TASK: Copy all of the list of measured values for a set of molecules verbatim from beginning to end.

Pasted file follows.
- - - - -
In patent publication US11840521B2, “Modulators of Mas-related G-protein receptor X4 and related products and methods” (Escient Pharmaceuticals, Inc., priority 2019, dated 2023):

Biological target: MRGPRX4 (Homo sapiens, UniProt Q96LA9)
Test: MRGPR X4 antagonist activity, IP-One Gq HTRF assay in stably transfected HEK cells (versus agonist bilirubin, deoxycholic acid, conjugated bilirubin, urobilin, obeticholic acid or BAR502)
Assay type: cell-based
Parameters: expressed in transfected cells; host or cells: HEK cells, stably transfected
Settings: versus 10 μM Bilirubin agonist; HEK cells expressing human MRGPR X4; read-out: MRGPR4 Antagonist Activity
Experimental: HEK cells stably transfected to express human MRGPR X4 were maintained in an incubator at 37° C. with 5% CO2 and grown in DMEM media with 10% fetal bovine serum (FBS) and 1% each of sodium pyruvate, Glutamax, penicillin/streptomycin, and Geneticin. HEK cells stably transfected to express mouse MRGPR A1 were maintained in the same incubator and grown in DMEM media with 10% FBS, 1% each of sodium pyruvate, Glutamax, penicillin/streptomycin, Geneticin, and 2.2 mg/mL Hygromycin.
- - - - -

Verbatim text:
In patent publication US11840521B2, “Modulators of Mas-related G-protein receptor X4 and related products and methods” (Escient Pharmaceuticals, Inc., priority 2019, dated 2023):

Biological target: MRGPRX4 (Homo sapiens, UniProt Q96LA9)
Test: MRGPR X4 antagonist activity, IP-One Gq HTRF assay in stably transfected HEK cells (versus agonist bilirubin, deoxycholic acid, conjugated bilirubin, urobilin, obeticholic acid or BAR502)
Assay type: cell-based
Parameters: expressed in transfected cells; host or cells: HEK cells, stably transfected
Settings: versus 10 μM Bilirubin agonist; HEK cells expressing human MRGPR X4; read-out: MRGPR4 Antagonist Activity
Experimental: HEK cells stably transfected to express human MRGPR X4 were maintained in an incubator at 37° C. with 5% CO2 and grown in DMEM media with 10% fetal bovine serum (FBS) and 1% each of sodium pyruvate, Glutamax, penicillin/streptomycin, and Geneticin. HEK cells stably transfected to express mouse MRGPR A1 were maintained in the same incubator and grown in DMEM media with 10% FBS, 1% each of sodium pyruvate, Glutamax, penicillin/streptomycin, Geneticin, and 2.2 mg/mL Hygromycin.